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Book Chapter

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Self-Government, Self-Determination, Reconciliation, First Nation, Royal Commission on Aboriginal Peoples


Most Indigenous groups in Canada are not self-governing. While the last two decades have seen an increase in laws and policies that provide some Indigenous groups greater control over their territories and citizens, overall these have been ineffective in achieving transformative change. What has transpired in Canada over the last twenty years can be characterized as ‘piecemeal recognition’—discrete recognition of Indigenous control here and there in a case, policy or statute—and implemented in a patchwork fashion. In 1996 the Royal Commission on Aboriginal Peoples report advanced a very reasonable proposal for national legislation recognizing the right of Indigenous peoples to organize themselves collectively and govern themselves in core areas of jurisdiction as they see fit. It also mandated the provision of adequate funding and resources for capacity building in order to ensure successful implementation. This paper argues that it is time for Canada to discard its piecemeal approach to self-government and return to RCAP’s proposal to implement national legislation modelled on the Recognition and Governance Act as one of the first of many steps in transforming the relationship between Canada and Indigenous peoples.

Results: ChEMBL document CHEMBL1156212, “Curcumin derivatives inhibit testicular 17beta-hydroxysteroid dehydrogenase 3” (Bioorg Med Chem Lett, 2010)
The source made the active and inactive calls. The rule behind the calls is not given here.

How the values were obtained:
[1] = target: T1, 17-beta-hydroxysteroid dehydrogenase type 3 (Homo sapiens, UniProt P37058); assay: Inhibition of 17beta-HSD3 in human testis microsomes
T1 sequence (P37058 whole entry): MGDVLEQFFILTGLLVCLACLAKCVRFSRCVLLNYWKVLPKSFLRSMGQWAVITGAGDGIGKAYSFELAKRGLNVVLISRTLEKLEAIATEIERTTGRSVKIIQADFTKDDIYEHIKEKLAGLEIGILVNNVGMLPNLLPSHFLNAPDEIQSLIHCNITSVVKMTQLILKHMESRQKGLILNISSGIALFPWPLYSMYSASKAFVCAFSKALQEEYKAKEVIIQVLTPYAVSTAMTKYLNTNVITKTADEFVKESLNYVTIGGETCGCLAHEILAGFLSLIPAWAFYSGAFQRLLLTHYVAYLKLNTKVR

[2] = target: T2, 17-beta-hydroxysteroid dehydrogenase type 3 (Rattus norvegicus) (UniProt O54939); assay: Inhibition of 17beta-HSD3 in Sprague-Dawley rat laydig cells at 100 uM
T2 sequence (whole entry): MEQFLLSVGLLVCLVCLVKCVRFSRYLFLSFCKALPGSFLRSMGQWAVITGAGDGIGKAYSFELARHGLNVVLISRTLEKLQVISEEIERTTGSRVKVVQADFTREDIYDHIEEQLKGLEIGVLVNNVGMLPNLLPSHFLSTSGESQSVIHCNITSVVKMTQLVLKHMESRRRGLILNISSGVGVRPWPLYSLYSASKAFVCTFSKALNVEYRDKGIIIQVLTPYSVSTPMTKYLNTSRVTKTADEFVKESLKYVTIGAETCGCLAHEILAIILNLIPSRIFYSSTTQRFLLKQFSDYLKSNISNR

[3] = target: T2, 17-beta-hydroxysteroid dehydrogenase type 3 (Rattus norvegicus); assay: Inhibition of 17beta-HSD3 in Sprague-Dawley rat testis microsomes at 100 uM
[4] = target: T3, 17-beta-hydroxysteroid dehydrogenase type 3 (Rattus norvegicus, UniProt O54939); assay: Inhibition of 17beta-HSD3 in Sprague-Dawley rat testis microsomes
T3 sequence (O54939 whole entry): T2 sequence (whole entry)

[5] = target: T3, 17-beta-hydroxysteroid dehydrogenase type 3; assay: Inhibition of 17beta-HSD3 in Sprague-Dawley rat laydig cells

This is a post-print of a chapter originally published in: Karen Drake & Brenda L. Gunn, eds, Renewing Relationships: Indigenous Peoples and Canada (Saskatoon: Native Law Centre, 2019). Full book is available at